Many speleologists don’t have a Master’s degree, since entry-level jobs don’t require it. It can cost a lot to get a Master’s degree from a well-known university, so some opt not to. But there are benefits in the long run.

Speleologists with Master’s degrees tend to make more money, as they will have more credibility and often more caving skills and knowledge that help them in leading their group.

For example, they know how to measure the chemical and physical indicators of cave elements, check different types of karst, and even have experience with statistical and computer modeling. In addition to being specialized in education-related skills, they often have superior physical skills that are required for caving.

Also, knowing how to deal with static and flowing water expertly is significant.

Any stream way in the cave presents many hazards. It can either compel you to opt for a low wet crawl or make you swim in high water conditions. A professional speleologist with the right education and physical caving skill knows this very well.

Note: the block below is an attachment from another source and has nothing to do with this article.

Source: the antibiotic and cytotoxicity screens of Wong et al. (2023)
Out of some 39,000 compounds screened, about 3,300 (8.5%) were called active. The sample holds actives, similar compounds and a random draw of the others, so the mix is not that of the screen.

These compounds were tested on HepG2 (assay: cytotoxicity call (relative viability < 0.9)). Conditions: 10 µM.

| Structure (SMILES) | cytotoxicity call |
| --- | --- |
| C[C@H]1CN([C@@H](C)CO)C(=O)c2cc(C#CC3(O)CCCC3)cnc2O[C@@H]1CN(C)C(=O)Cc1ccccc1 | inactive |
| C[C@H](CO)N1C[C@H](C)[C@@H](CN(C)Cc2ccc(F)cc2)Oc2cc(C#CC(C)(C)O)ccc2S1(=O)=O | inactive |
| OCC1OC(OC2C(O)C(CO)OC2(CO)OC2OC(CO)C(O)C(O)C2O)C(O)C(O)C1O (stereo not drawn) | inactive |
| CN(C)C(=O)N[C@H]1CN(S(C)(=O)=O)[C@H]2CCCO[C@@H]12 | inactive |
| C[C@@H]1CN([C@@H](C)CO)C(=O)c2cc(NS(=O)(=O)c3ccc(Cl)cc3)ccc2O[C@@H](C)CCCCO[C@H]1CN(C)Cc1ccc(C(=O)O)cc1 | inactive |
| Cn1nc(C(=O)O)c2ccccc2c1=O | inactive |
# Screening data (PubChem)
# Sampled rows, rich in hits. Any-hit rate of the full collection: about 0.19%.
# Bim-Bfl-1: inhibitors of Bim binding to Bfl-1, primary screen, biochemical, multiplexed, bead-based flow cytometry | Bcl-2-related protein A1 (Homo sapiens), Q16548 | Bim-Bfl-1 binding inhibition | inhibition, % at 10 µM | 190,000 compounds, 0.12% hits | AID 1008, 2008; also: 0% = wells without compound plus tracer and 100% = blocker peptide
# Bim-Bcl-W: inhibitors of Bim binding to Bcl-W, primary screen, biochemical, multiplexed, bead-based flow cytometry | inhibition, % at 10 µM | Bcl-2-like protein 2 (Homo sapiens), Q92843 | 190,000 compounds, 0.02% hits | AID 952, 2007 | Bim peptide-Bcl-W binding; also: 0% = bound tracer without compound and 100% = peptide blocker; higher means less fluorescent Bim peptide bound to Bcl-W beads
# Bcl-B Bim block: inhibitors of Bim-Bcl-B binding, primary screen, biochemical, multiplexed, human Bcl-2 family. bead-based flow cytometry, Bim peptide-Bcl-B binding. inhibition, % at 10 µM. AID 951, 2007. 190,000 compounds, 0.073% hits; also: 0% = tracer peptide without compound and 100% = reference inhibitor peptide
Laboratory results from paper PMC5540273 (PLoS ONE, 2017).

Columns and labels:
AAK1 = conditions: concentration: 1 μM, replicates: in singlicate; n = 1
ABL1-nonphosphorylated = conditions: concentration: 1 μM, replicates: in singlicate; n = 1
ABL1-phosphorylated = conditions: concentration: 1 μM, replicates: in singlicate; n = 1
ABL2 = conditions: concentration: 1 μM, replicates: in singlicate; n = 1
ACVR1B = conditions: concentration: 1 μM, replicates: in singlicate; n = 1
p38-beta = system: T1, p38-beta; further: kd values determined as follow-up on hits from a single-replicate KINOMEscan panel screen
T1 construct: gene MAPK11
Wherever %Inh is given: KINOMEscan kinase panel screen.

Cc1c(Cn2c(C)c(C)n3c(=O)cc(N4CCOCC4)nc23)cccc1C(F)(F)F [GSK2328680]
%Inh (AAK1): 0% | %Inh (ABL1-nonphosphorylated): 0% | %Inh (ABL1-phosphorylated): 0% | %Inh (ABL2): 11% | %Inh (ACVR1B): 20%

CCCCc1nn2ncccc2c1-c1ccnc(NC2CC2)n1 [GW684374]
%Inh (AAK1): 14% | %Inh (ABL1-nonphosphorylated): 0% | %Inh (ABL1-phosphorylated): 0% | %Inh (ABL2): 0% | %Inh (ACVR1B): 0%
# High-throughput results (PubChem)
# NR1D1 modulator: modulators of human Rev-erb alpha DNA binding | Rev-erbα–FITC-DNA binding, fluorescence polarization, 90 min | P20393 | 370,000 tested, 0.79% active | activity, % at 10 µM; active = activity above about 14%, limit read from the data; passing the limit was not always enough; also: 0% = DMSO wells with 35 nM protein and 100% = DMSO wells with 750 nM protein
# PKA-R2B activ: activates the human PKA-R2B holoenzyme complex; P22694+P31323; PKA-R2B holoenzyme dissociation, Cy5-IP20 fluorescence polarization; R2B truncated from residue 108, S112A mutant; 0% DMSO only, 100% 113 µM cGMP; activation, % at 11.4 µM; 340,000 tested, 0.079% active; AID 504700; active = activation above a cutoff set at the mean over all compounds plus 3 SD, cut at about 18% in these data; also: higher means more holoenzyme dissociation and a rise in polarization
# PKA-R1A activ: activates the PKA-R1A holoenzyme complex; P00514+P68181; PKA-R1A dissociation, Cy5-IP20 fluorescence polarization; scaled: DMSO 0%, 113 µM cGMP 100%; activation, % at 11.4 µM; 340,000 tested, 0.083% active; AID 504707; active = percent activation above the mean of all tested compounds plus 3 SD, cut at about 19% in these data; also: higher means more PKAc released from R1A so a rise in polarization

Other than that, mud, loose rocks, and the complex cave formation can really challenge on all physical, emotional, and psychological levels.

If you don’t have the right set of skills, you can put your life in danger.

With mud, the open routes may become obstructed, rendering you unable to return to the surface or escape the cave. It can push you to find a safe alternate route. Similarly, loose rocks can trap you and put you in a risky situation. They often fall due to small earthquakes.

The complex cave system or the formation is another thing that can confuse a novice caver. Some caves are a three-dimensional maze and caving parties can get lost quite easily. A professional speleologist never underestimates the complex formation of caves and always studies them well in advance.